According to Natalia Gutiérrez:
Ávila’s work is not about a carnival or youth gangs that invade the public space to somehow claim their rights, as we have repeatedly seen in films, but about lonely individuals that walk down the runway separately, with a heightened sense of individuality, in a performative moment in which they play to be socially integrated.10
Meanwhile, Ávila notes: “urban indigence is a sinister thing, the national anthem’s satanic chorus, which turns the condor into a vulture, abundance into cocaine, glory into decay, and honor into murder.”11
In 2009, Braian Cadena shot a series of video interviews and portraits—etched on spoons with acid—of Bogotá’s indigents: Vecinos invisibles (Invisible Neighbors). As Cadena explains:
[…] most people consider street people to be just another element of the urban landscape, like its cars, trees, iron posts, streets, or to put it more explicitly, like the dust or dirt that contaminates the city. Perhaps this is the reason why it is commonly thought that they are the closest beings to the features of dust.12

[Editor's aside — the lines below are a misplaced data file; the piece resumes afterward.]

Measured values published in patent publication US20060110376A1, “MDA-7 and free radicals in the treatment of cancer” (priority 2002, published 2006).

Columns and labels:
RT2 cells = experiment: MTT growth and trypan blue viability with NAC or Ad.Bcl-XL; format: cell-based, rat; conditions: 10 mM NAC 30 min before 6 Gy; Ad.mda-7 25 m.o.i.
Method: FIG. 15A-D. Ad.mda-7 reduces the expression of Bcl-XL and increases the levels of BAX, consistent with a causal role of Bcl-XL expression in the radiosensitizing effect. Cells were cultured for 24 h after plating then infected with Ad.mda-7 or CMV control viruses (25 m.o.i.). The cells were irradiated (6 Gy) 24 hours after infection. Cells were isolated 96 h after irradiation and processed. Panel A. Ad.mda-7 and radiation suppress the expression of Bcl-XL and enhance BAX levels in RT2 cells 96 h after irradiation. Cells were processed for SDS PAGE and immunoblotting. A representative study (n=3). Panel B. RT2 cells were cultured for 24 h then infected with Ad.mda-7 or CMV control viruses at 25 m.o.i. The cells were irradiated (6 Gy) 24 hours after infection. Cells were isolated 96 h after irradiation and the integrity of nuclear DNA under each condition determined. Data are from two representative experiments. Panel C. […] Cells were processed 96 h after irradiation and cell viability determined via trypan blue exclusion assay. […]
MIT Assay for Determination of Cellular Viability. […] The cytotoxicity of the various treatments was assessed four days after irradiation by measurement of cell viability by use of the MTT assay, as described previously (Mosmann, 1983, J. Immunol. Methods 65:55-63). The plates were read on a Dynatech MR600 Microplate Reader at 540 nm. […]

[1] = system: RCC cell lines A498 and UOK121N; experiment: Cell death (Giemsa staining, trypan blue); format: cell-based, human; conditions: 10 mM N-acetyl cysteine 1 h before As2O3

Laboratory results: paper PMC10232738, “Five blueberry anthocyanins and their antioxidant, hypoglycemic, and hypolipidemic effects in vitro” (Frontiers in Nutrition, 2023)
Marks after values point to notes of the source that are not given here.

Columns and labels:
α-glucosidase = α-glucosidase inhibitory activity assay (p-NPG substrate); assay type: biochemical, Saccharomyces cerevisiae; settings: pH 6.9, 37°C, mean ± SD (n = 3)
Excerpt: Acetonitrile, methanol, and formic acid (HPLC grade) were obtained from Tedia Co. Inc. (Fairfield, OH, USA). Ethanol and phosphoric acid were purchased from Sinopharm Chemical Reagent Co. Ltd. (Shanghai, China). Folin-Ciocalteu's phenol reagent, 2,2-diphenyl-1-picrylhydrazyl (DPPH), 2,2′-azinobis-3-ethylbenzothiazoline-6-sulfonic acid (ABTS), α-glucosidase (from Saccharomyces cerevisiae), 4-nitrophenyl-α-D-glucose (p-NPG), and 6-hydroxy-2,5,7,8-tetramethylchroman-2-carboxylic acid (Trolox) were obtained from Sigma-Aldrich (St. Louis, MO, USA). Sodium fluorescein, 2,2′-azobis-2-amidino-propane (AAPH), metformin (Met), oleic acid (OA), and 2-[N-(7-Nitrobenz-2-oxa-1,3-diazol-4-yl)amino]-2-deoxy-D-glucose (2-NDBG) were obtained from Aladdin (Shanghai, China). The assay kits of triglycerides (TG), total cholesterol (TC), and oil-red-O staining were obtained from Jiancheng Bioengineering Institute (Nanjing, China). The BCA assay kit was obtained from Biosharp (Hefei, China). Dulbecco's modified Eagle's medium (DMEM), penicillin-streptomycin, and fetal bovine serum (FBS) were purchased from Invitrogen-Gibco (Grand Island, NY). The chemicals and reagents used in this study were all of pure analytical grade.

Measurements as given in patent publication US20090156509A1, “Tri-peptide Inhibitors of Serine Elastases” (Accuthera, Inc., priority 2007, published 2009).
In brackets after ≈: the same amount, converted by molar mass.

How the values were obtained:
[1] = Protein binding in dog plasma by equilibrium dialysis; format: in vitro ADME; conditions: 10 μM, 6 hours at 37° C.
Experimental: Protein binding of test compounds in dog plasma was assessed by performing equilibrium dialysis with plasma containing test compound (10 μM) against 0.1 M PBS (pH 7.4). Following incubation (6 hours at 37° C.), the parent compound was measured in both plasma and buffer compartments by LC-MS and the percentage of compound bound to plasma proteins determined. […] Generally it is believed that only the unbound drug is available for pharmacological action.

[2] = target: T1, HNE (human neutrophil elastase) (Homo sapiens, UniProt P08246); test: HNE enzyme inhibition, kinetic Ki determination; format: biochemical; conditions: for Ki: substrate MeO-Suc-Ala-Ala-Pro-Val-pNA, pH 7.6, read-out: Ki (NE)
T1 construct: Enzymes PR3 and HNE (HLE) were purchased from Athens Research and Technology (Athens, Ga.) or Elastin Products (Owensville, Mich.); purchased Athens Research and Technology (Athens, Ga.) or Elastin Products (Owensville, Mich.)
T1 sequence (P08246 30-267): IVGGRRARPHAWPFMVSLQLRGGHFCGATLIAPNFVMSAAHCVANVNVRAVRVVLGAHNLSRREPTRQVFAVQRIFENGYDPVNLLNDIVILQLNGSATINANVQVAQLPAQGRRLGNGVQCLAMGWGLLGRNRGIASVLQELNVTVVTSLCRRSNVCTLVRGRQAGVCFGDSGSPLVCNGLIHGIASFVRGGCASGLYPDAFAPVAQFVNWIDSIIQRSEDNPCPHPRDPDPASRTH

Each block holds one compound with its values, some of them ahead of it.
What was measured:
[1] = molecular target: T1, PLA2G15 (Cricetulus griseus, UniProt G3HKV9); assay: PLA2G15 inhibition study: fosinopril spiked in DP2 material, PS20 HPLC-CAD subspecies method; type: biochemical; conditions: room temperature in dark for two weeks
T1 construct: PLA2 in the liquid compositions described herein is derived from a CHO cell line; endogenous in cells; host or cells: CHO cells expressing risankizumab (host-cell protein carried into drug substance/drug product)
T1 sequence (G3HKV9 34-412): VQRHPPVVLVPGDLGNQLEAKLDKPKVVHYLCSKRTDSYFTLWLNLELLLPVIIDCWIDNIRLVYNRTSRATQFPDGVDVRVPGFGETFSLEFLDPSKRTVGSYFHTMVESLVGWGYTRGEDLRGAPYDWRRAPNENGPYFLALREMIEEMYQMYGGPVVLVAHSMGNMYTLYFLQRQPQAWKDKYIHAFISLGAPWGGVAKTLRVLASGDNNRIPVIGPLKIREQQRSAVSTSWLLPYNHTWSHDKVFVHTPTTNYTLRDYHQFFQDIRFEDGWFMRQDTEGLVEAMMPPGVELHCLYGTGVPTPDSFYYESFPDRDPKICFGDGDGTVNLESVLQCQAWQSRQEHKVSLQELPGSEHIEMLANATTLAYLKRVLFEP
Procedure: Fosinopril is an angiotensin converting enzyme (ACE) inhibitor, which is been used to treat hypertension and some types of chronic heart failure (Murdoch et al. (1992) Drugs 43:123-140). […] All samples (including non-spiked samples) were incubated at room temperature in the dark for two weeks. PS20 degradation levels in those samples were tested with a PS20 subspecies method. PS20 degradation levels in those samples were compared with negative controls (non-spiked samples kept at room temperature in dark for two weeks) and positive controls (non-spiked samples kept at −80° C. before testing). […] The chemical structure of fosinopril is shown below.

Cadena is interested in our indifference and inertia towards street people, recognizing them as subjects who have partially lost their identity as persons. Both Life in a Runway and Invisible Neighbors provoke the following questions: What traditions of family and social exclusion link the chino de la calle (street urchin) to the contemporary figures of the gamín and the ñerito? What desire for freedom has been thwarted and turned into a condition of physical and psychological subjection? What leads the subject to autodestruct himself? What new form of martyr is the drug addict?
In 2008, Camilo Restrepo began to collect and photograph the makeshift pipes used by addicts in Medellin. Restrepo explains: